Cisco forecasts that global Internet traffic in 2019 will be equivalent to 66 times the volume of the entire global Internet in 2005. Worldwide, Internet traffic will reach 37 gigabytes (GB) per capita by 2019, up from 15.5 GB per capita in 2014. That’s more than a doubling of traffic in just five years.
By Stefan Bernbo
All of this traffic is carrying more data than the world has ever seen before—approximately 2.5 exabytes of data every day, in fact. Where there is data, there is the need for storage, which creates a quandary for enterprises. How can they scale to meet this need, and how can they do it without breaking the bank?
Traditional hardware costs too much at the scale needed to be effective. Enterprises today need flexible, scalable storage approaches if they hope to keep up with rising data demands. Software-defined storage (SDS) offers the needed flexibility. In light of the varied storage and compute needs of organizations, two SDS options have arisen: hyperconverged and hyperscale. Each approach has its distinctive features and benefits, which are discussed below.
A Short History of Storage
The traditional storage approach housed storage and compute functions in separate hardware. Converged storage came along and combined storage and computing hardware to increase delivery time and minimize the physical space required in virtualized and cloud-based environments. The goal was to improve data storage and retrieval and to speed the delivery of applications to and from clients.
It did accomplish those goals and was an improvement on traditional storage. Converged storage infrastructure uses a hardware-based approach comprising discrete components, each of which can serve on its own for its original purpose in a “building block” model. Converged storage is not centrally managed and does not run on hypervisors; the storage attaches directly to the physical servers.
The next evolution is hyperconverged storage infrastructure, which is software defined. All components are converged at the software level and cannot be separated out. This model is centrally managed and virtual-machine based. The storage controller and array are deployed on the same server, and compute and storage scale together. Each node has compute and storage capabilities. Data can reside locally or on another server, depending on how often the data is needed.
Agility and flexibility increase thanks to hyperconverged storage, and that is what today’s massive data volumes demand. It also promotes cost savings. Organizations are able to use commodity servers, since software-defined storage works by taking features typically found in hardware and moving them to the software layer. Organizations that need more 1:1 scaling would use the hyperconverged approach, as would those that deploy VDI environments. The hyperconverged model is the storage version of a Swiss Army knife; it is useful in many business scenarios. It is one element that works exactly the same; it’s just a question of how many elements a data center needs.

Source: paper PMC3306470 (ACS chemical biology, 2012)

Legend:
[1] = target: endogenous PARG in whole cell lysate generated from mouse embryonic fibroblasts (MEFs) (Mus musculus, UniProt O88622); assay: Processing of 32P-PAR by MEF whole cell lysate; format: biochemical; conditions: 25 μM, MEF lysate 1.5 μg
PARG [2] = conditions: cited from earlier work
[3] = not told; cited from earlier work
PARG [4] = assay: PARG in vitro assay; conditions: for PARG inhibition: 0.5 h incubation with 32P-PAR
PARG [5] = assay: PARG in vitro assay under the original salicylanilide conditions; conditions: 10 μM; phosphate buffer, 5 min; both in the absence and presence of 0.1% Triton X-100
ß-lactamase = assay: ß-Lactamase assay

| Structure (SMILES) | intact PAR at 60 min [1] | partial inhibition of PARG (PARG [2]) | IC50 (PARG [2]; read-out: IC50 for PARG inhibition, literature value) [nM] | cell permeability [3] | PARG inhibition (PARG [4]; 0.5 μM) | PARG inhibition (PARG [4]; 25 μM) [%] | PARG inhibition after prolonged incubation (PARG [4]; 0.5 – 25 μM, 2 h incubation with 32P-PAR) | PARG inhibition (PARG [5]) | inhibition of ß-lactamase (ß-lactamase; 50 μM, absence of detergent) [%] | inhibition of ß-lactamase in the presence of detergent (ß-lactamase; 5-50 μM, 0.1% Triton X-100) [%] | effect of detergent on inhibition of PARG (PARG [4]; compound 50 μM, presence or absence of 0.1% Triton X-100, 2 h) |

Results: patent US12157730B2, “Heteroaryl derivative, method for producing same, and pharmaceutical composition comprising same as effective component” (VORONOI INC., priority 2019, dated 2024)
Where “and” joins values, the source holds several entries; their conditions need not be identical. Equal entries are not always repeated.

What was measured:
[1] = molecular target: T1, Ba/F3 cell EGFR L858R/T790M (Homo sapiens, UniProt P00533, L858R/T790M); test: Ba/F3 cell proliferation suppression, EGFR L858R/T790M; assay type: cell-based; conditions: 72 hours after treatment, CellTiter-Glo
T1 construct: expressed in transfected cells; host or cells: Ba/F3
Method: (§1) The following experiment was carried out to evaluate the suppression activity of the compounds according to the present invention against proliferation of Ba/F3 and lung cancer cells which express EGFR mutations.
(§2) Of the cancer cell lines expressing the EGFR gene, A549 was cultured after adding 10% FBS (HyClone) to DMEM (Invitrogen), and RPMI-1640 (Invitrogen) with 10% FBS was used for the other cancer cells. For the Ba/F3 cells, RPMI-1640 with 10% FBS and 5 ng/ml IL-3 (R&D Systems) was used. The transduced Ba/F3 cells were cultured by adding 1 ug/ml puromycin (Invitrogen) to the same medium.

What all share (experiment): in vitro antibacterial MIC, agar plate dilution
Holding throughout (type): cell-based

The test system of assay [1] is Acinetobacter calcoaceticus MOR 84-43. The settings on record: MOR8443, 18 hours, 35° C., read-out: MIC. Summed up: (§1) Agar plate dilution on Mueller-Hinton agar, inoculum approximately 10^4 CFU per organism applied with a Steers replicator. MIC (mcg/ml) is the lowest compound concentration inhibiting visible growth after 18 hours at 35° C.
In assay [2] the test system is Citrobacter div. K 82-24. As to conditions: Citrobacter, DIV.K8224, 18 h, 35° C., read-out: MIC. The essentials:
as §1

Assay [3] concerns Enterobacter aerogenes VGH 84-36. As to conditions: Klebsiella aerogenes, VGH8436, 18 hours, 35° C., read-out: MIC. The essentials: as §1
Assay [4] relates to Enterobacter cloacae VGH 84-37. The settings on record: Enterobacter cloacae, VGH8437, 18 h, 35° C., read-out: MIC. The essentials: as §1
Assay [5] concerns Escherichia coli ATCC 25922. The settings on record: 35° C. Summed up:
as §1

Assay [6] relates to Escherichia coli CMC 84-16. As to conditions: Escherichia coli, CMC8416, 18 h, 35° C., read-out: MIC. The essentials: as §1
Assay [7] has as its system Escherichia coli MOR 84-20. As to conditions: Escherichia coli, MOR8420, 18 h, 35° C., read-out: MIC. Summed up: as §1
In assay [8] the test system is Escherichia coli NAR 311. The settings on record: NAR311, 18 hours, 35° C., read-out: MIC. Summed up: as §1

Hyperconverged storage seems to be exactly what enterprises need. Why is there also hyperscale storage, then? It’s a new storage approach created to address differing storage needs. Hyperscale computing is a distributed computing environment in which the storage controller and array are separate. As its name implies, hyperscale is the ability of an architecture to scale quickly as greater demands are made on the system. This kind of scalability is required to build big-data or cloud systems; it’s what Internet giants like Amazon and Google use to meet their vast storage demands. Software-defined storage, however, now enables many enterprises to enjoy the benefits of hyperscale.
This hyper solution offers reduced total cost of ownership as one of its benefits. The reason is that it typically uses commodity servers, and a data center can have millions of virtual servers without the added expense that this number of physical servers would require. Data center managers want to get rid of refrigerator-size disk shelves that use NAS and SAN solutions, which are difficult to scale and very expensive. With hyper solutions, it is easy to start small and scale as needed. Using standard servers in a hyper setup creates a flattened architecture. Less hardware needs to be bought, and it is less expensive. Hyperscale enables organizations to buy commodity hardware. Hyperconverged goes one step further by running both elements—compute and storage—in the same commodity hardware. It becomes a question of how many servers are necessary.
Fluid Storage for the Future
Now, more storage choices are available, depending on the needs of the business at any given time. A hyperconverged storage model is essentially one box with everything in it; hyperscale has two sets of boxes: one set of storage boxes and one set of compute boxes. A software-defined storage solution would take over all the hardware and turn it into a type of appliance, or it could run as a virtual machine—which would make it a hyperconverged configuration.
Storage is now more flexible than ever, giving the architect freedom to do what best meets storage needs in a fluid manner. These hyper solutions can be combined rather than being an either-or situation. This capability helps enterprises feel confident that they will be able to future-proof their storage capacity and cost-effectively manage the high volumes of data that comes their way.